A ten-year study of how Italy’s 15 largest cities weathered the global financial crisis of the late 2000s found that organizations’ decision-making styles before the collapse largely matched their styles during and after the crisis. Those that did formal strategic planning continued to do so. Those that used an incremental, ad hoc planning approach did so before and after. Those whose approach was described as “inertia” before fell into that same category after.*
Plus ça change….
One way to read these results is to infer that you can’t teach an old dog new tricks. Even a global financial crisis was not enough to change these cities’ ways.
Another way to read them might be as a reminder that, as Marshall Goldsmith has said, “what got you here won’t get you there.” If you want to emerge out of our current global crisis differently than you went in, (given that the world is now different), you’ll need to push beyond your defaults to do so.
I’m playing with the following model to describe what I’m noticing among organizations and their leaders at this stage of the pandemic:
What I’m calling the “No Shows” have gone missing in action. Not because they’ve closed, necessarily, but because they’ve gone quiet. Understandable during the early days of the pandemic when everyone was in shock, but less useful now for staying relevant.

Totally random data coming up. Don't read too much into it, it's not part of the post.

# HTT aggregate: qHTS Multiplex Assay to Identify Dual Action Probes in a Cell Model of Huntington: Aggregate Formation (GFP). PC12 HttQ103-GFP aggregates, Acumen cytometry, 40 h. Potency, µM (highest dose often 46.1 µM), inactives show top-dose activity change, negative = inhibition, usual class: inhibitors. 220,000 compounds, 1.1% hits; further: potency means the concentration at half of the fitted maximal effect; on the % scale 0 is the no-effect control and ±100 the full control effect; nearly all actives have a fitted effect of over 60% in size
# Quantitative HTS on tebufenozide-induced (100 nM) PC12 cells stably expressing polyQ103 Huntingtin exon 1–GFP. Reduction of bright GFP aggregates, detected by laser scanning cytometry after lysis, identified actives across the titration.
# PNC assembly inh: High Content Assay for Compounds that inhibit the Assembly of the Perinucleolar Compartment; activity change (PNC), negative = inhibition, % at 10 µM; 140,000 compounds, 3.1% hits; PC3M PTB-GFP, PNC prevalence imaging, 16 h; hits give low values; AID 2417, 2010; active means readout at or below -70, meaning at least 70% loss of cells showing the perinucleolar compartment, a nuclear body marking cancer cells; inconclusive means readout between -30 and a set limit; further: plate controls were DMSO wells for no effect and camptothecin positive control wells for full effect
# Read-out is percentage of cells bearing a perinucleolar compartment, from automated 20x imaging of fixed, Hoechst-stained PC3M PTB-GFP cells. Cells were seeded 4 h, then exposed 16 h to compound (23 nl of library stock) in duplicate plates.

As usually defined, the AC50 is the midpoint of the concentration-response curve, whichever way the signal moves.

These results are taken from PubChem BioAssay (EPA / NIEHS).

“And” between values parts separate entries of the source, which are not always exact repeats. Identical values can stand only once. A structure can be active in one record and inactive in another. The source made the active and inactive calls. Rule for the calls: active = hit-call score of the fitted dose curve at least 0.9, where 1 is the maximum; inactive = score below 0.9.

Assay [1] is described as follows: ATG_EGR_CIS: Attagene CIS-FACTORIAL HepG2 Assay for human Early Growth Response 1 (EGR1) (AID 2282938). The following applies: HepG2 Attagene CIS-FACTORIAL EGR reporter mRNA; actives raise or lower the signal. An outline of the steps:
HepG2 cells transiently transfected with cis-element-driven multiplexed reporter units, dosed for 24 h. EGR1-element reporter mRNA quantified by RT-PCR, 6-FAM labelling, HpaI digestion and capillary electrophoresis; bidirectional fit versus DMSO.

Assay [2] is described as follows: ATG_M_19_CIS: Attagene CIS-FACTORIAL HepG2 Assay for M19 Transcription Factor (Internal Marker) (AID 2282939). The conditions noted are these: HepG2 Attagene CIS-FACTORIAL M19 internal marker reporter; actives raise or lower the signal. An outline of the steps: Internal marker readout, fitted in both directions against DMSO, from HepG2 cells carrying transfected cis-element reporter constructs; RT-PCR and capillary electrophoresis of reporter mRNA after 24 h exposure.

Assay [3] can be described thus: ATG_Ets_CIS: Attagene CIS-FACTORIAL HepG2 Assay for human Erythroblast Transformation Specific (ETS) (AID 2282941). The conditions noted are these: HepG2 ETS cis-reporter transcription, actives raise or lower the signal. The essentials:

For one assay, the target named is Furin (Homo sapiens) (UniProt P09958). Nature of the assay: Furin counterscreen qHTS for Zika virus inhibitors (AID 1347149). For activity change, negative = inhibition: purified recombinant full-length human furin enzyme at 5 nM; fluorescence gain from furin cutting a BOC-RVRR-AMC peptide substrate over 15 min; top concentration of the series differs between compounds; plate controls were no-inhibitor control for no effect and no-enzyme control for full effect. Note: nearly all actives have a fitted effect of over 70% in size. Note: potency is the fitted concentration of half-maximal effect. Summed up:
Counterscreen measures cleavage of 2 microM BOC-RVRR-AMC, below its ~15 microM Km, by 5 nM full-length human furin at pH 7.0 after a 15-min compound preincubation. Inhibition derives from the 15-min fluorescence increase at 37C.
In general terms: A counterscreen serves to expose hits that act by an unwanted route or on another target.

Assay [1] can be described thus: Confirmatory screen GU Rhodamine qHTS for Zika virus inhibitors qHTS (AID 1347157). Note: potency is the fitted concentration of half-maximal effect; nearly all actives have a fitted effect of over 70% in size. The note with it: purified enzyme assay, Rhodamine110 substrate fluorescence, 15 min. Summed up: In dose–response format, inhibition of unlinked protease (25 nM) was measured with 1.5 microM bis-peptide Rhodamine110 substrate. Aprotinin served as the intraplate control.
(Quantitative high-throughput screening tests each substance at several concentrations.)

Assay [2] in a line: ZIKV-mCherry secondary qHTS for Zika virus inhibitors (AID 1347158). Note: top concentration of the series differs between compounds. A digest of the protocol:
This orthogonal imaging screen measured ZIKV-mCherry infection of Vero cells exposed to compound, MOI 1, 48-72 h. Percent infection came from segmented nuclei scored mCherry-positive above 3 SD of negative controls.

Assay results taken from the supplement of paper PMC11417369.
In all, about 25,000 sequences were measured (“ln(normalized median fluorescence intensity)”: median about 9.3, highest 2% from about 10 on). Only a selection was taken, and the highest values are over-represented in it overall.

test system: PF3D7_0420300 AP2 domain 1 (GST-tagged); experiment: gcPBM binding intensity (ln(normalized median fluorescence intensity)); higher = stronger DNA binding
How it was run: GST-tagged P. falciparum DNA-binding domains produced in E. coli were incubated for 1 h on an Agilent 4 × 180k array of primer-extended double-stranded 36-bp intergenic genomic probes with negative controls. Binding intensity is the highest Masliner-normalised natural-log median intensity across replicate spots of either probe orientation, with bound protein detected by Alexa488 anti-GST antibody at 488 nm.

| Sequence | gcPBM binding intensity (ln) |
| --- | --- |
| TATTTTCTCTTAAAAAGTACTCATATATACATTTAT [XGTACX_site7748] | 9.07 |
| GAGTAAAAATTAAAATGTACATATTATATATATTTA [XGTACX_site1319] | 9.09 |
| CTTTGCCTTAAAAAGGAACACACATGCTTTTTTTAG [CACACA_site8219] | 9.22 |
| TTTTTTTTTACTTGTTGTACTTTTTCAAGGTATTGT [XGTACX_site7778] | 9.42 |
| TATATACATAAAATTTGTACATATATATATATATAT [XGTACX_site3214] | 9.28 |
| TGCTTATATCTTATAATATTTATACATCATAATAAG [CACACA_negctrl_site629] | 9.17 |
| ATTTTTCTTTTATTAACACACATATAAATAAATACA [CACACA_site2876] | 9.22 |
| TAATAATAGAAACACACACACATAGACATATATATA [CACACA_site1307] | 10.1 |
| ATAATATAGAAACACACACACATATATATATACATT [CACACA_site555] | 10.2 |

The “Nostalgic” ones are organizations that are waiting things out, doing what they’ve always done or simply putting things on hold, hoping that this will blow over soon and we can all get back to normal. Wouldn’t that be nice.
Then there are those that are “Nailing It.” This can look like various things, including at times like the other categories, but underneath it’s quite different. It’s the place for those that are getting it right, for their context at this time. Organizations I’d put here are ones that are staying attentive, communicating clearly and often, remaining focused on their purpose, and taking adaptive action when the time is right.
Then there are those that I’m describing as “Nutty.” I picture them behaving like a pinball, bouncing frenetically in all directions in response to the latest stimuli. It’s like they overshot the mark: hearing they needed to pivot quickly, they are doing so over and over at ever-increasing speed, trying to address problems that may not be theirs to solve and not sticking with them long enough to make progress anyway.
I suspect we can find ourselves in any or all of these categories from time to time. But if the Italian experience is true to ours, then perhaps your current “home base” could not only have been anticipated by your past behaviour but will also be predictive of your future results. The behaviours that worked in the past are unlikely to work as well in the changed context of the future – you’re going to need some new tools, skills and mindsets.Your default reactions alone will be insufficient to switch categories.
If you manage to retool, you’ll stand out in your market, because most organizations don’t bother.
And if you’re already nailing it, carry on.
(P.S. – Results of the Italian study also indicated that the cities that were more strategic were also deemed more “responsible,” showing better fiscal management over the longer term. Planning helped).
* Denita Cepiku, Filippo Giordano & Andrea Bonomi Savignon (2018) Does strategy rhyme with austerity?, Public Management Review, 20:3, 421-443
And with thanks to Richard Brisebois for helping me think this through more thoroughly in a recent conversation.